After the Mass of Ordination of Bishops Dec. 10 at St. Patrick’s Cathedral, CNY caught up with Auxiliary Bishop Edmund Whalen’s two older brothers, Michael and Kevin, who were in a front pew.
“It’s a great honor,” Kevin Whalen said. “He’s worked very hard for it and I know he so earnestly deserves it.” As he was being ordained to the episcopacy, his brother, now a bishop, seemed “a natural,” Kevin added.
“Eddie has done so much for so many, it’s just really an honor to be here and to see it,” Michael Whalen said. “I just wish my parents were here,” he added of the late John and Margaret Whalen. “They’d be puffing like squabs,” Michael said with a smile.
Edmund appeared “relaxed, confident, deeply appreciative of the honor and aware of the responsibility” before him, throughout the rite, Michael said.
As he witnessed his brother being ordained, Michael said he thought of how Edmund, “always, even as a little boy, wanted to be a priest. We’d be out playing ball, and he’d be reading a catechism, or practicing” playing priest at a makeshift altar in his room. “He always had the call and he always had the vocation.”
Signature traits of Bishop Whalen, according to his oldest brother Michael, include possessing “the talent and the knack for relating to each person as an individual.”
That night, Michael planned to pray that his brother the bishop, who now has added responsibilities and duties, will “discharge them as we all know he will.”
Michael’s wife, Elizabeth, who was beside her husband in the pew, recalled the first time she met Edmund, Kevin and the brothers’ parents. She had accompanied Michael home from college to attend a wedding in the mid-1970s. “In the morning, when I got up, I met Eddie. Eddie was a high school student at that time at Farrell, and he was reading the New York Times. And I said to Mike, what grade is he in?”
—Christie L. Chicoine
Billy Joel’s Guitarist Knows Bishop Colacicco
Tommy Byrnes, lead guitarist for musician Billy Joel, has been a parishioner of St. Joseph-Immaculate Conception in Millbrook for about 25 years and has known Auxiliary Bishop Gerardo Colacicco since he came to the parish as an administrator in 2014.
“We got to known him because my father-in-law used to take care of everything for the Knights of Columbus out of St. Joseph’s,” said Byrnes, who, with his family, attended the episcopal ordination.
“We got to meet him when he first came to the parish. We had him at the house for my in-laws’ 60th wedding anniversary. So he’s been great for the parish, great for us. It couldn’t have happened to a nicer priest. We’ll miss him for sure.”
Byrnes said Bishop Colacicco instantly hit it off with parishioners. “He immediately took to everyone in the parish and it was as if we had known him for a lot longer than we have. He was very personable and very helpful with everybody. He was always open to anything anyone wanted to do.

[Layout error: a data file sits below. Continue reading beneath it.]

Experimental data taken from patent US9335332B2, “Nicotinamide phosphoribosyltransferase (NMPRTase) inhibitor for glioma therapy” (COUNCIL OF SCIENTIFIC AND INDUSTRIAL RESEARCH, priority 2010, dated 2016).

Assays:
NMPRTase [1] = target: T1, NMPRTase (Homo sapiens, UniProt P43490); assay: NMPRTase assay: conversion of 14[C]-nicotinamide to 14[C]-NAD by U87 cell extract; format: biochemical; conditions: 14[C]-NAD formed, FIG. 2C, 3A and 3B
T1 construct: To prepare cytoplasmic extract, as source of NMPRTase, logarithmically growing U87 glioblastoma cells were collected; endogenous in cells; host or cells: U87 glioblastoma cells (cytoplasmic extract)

“My wife works for Birthright and has speakers come to the parish hall to talk about the right to life movement. He really embraced that, and helped her along with that.”
Bishop Colacicco Goes the Distance
Sister Madeline Soto, O.B.T., told CNY after the Mass of Ordination of Bishops, “We’ve known Bishop Colacicco for many years now. He was our pastor in St. Columba parish in Hopewell Junction.”
Sister Madeline attended the rite with other women religious from St. Columba, as well as parishioners. “It’s been so grace-filled. We are thrilled and so overjoyed. He’s always down to earth, very loving toward the people.
“Bishop Colacicco, God bless you. We know that you will continue to be the holy shepherd that you have always been.”
Bob St. Germain, 76, a St. Joseph parishioner for 32 years, said of Bishop Colacicco: “I go to church every morning; he says Mass every morning. This is very emotional. He’s an incredible priest and an incredible man.”
St. Germain and his wife, Ann, have three daughters and nine grandchildren. He recalled a poignant moment with the new prelate last May. “My grandson (Asher, 5) was very ill, he had a hard time breathing. The ambulance came and they took him to the Vassar hospital in Poughkeepsie. He was there for six hours then he was airlifted to Maria Fareri Children’s Hospital (in Valhalla). Msgr. Colacicco—then-monsignor—drove all the way down the next day and gave him a blessing; and right after he blessed him, his health completely turned around. We went home the next day.”